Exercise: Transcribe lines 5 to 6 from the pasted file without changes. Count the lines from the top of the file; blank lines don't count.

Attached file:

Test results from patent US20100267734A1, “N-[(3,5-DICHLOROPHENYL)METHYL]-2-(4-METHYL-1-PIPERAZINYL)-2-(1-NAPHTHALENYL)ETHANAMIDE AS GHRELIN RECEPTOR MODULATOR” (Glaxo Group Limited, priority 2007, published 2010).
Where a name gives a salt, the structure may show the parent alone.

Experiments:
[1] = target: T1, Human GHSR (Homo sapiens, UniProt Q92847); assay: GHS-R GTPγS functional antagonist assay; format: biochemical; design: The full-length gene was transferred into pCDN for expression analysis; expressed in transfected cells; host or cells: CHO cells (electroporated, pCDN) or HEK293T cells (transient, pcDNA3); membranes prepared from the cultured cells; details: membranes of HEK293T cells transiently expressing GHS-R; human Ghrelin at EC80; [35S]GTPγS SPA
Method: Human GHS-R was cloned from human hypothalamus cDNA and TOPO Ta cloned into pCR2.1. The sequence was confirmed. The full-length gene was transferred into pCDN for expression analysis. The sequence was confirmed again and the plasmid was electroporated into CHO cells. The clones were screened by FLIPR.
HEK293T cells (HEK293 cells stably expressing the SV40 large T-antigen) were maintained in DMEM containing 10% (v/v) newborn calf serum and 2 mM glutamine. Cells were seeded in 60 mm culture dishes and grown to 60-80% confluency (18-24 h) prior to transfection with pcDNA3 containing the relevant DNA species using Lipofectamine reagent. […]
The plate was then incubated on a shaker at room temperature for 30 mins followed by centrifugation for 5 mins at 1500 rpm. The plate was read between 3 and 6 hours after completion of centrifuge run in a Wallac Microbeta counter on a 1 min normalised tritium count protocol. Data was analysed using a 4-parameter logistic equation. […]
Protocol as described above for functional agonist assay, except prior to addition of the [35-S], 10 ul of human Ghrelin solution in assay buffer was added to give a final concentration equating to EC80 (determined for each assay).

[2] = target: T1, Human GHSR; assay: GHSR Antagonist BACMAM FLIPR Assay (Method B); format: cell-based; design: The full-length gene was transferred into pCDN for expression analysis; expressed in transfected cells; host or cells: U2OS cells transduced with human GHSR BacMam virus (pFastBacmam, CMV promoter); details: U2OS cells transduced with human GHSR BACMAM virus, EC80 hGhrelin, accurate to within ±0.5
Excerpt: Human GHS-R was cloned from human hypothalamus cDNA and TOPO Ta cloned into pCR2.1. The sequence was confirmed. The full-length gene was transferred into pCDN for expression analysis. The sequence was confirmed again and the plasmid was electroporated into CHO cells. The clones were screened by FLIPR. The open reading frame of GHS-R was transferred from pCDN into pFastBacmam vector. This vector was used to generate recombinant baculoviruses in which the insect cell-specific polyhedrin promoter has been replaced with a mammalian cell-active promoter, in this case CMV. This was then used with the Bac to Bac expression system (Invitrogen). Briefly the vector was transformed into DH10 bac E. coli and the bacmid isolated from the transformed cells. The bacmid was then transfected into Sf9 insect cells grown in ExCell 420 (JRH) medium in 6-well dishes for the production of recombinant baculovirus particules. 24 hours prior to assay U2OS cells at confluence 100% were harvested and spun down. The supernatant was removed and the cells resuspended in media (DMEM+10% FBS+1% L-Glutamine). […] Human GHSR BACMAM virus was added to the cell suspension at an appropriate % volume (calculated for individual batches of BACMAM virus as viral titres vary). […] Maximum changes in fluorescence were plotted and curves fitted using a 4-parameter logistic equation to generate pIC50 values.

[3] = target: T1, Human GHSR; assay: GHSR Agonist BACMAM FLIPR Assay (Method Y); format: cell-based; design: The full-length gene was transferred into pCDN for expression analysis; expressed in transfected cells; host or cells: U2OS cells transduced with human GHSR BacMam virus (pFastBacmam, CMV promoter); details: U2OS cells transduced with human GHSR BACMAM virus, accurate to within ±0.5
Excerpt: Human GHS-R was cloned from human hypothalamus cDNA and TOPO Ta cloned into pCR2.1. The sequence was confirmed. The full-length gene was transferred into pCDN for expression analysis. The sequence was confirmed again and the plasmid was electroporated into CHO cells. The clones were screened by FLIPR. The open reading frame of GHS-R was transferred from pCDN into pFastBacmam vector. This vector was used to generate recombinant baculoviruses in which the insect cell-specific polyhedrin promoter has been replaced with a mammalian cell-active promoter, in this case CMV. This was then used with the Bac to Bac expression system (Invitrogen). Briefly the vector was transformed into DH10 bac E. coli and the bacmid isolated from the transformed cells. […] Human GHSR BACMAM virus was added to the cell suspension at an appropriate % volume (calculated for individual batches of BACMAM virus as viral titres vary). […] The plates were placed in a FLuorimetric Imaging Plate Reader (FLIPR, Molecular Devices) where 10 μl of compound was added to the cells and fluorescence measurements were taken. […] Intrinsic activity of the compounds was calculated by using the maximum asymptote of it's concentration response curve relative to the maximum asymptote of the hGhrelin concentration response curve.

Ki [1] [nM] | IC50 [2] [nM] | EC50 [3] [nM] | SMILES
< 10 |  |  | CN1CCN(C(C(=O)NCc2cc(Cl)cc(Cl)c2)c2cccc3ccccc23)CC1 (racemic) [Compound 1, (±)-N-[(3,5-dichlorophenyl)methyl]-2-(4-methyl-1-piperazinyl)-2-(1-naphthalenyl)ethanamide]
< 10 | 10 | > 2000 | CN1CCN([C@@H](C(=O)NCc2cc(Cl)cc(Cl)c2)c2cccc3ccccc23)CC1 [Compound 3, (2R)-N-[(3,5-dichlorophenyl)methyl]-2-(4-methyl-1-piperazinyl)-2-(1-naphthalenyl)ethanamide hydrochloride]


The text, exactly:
Method: Human GHS-R was cloned from human hypothalamus cDNA and TOPO Ta cloned into pCR2.1. The sequence was confirmed. The full-length gene was transferred into pCDN for expression analysis. The sequence was confirmed again and the plasmid was electroporated into CHO cells. The clones were screened by FLIPR.
HEK293T cells (HEK293 cells stably expressing the SV40 large T-antigen) were maintained in DMEM containing 10% (v/v) newborn calf serum and 2 mM glutamine. Cells were seeded in 60 mm culture dishes and grown to 60-80% confluency (18-24 h) prior to transfection with pcDNA3 containing the relevant DNA species using Lipofectamine reagent. […]